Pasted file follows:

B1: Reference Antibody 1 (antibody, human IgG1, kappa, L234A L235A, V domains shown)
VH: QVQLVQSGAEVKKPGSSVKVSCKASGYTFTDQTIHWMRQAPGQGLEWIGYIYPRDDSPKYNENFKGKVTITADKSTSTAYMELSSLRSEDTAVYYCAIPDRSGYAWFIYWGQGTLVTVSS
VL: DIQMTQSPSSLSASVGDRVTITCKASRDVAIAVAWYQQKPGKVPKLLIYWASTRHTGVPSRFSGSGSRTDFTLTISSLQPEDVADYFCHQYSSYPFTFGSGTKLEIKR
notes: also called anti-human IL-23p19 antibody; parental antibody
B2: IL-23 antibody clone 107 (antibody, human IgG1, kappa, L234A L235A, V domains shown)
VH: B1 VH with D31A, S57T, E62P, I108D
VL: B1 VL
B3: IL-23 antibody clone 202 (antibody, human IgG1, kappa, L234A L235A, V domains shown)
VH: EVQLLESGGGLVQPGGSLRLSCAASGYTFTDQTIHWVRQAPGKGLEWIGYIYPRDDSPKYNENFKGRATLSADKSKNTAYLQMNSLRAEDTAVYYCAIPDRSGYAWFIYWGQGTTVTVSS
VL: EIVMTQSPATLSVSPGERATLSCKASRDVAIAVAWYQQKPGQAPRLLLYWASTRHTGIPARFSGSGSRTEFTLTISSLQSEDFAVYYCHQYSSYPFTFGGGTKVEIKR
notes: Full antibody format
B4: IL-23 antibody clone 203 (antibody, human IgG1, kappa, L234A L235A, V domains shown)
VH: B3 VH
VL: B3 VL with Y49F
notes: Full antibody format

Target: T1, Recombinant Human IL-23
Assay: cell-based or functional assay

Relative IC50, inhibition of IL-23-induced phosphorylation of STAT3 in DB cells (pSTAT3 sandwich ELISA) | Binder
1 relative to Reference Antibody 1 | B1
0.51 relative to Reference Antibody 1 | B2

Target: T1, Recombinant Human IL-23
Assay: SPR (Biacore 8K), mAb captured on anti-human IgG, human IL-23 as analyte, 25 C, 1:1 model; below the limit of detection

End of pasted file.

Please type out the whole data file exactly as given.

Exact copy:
B1: Reference Antibody 1 (antibody, human IgG1, kappa, L234A L235A, V domains shown)
VH: QVQLVQSGAEVKKPGSSVKVSCKASGYTFTDQTIHWMRQAPGQGLEWIGYIYPRDDSPKYNENFKGKVTITADKSTSTAYMELSSLRSEDTAVYYCAIPDRSGYAWFIYWGQGTLVTVSS
VL: DIQMTQSPSSLSASVGDRVTITCKASRDVAIAVAWYQQKPGKVPKLLIYWASTRHTGVPSRFSGSGSRTDFTLTISSLQPEDVADYFCHQYSSYPFTFGSGTKLEIKR
notes: also called anti-human IL-23p19 antibody; parental antibody
B2: IL-23 antibody clone 107 (antibody, human IgG1, kappa, L234A L235A, V domains shown)
VH: B1 VH with D31A, S57T, E62P, I108D
VL: B1 VL
B3: IL-23 antibody clone 202 (antibody, human IgG1, kappa, L234A L235A, V domains shown)
VH: EVQLLESGGGLVQPGGSLRLSCAASGYTFTDQTIHWVRQAPGKGLEWIGYIYPRDDSPKYNENFKGRATLSADKSKNTAYLQMNSLRAEDTAVYYCAIPDRSGYAWFIYWGQGTTVTVSS
VL: EIVMTQSPATLSVSPGERATLSCKASRDVAIAVAWYQQKPGQAPRLLLYWASTRHTGIPARFSGSGSRTEFTLTISSLQSEDFAVYYCHQYSSYPFTFGGGTKVEIKR
notes: Full antibody format
B4: IL-23 antibody clone 203 (antibody, human IgG1, kappa, L234A L235A, V domains shown)
VH: B3 VH
VL: B3 VL with Y49F
notes: Full antibody format

Target: T1, Recombinant Human IL-23
Assay: cell-based or functional assay

Relative IC50, inhibition of IL-23-induced phosphorylation of STAT3 in DB cells (pSTAT3 sandwich ELISA) | Binder
1 relative to Reference Antibody 1 | B1
0.51 relative to Reference Antibody 1 | B2

Target: T1, Recombinant Human IL-23
Assay: SPR (Biacore 8K), mAb captured on anti-human IgG, human IL-23 as analyte, 25 C, 1:1 model; below the limit of detection